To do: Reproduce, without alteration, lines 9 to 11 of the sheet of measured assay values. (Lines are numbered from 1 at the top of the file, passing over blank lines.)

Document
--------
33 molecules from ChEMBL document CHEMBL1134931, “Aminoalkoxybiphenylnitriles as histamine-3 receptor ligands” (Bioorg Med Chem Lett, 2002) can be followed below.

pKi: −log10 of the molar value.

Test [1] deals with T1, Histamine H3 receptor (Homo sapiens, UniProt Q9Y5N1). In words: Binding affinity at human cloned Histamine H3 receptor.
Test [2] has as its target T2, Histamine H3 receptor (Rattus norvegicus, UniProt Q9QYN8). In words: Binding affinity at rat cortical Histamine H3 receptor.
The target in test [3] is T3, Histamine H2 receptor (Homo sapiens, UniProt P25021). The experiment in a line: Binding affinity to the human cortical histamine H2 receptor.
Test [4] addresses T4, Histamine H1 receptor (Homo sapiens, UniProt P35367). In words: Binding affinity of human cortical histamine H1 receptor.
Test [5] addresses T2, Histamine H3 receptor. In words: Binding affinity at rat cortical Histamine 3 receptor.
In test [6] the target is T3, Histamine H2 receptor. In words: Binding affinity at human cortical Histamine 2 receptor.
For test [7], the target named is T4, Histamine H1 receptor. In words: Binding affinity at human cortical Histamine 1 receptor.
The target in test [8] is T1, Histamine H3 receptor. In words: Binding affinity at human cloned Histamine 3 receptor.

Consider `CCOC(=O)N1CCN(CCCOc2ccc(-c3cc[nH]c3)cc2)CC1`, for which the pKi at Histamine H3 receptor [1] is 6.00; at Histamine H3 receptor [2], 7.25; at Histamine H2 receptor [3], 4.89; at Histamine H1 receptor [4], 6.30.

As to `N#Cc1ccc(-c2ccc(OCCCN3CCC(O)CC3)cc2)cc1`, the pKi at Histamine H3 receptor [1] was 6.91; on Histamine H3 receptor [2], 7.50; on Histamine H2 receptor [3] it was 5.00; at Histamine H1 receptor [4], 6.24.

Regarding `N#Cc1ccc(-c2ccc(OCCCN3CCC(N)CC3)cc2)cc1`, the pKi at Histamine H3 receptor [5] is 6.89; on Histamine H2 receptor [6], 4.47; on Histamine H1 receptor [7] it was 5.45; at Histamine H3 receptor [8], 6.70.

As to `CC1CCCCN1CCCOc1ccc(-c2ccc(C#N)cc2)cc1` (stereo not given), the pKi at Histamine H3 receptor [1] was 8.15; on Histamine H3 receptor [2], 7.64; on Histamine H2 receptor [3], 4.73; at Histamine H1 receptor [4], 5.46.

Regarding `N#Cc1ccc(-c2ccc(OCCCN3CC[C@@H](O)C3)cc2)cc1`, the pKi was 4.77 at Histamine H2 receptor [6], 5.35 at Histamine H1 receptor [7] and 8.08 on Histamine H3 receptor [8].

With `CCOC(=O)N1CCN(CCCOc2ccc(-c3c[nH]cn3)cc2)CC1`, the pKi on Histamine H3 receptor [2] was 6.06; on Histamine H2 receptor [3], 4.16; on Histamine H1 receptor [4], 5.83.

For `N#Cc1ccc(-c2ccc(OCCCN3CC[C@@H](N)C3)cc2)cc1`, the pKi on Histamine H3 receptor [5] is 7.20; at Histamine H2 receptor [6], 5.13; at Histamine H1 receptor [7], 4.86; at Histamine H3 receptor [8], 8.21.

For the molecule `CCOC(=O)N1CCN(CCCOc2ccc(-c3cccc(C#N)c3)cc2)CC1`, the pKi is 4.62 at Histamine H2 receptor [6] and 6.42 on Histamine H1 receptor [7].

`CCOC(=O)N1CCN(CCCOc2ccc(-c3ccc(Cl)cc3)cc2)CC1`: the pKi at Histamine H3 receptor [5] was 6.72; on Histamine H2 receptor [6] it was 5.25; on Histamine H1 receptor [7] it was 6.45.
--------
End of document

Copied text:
For test [7], the target named is T4, Histamine H1 receptor. In words: Binding affinity at human cortical Histamine 1 receptor.
The target in test [8] is T1, Histamine H3 receptor. In words: Binding affinity at human cloned Histamine 3 receptor.

Consider `CCOC(=O)N1CCN(CCCOc2ccc(-c3cc[nH]c3)cc2)CC1`, for which the pKi at Histamine H3 receptor [1] is 6.00; at Histamine H3 receptor [2], 7.25; at Histamine H2 receptor [3], 4.89; at Histamine H1 receptor [4], 6.30.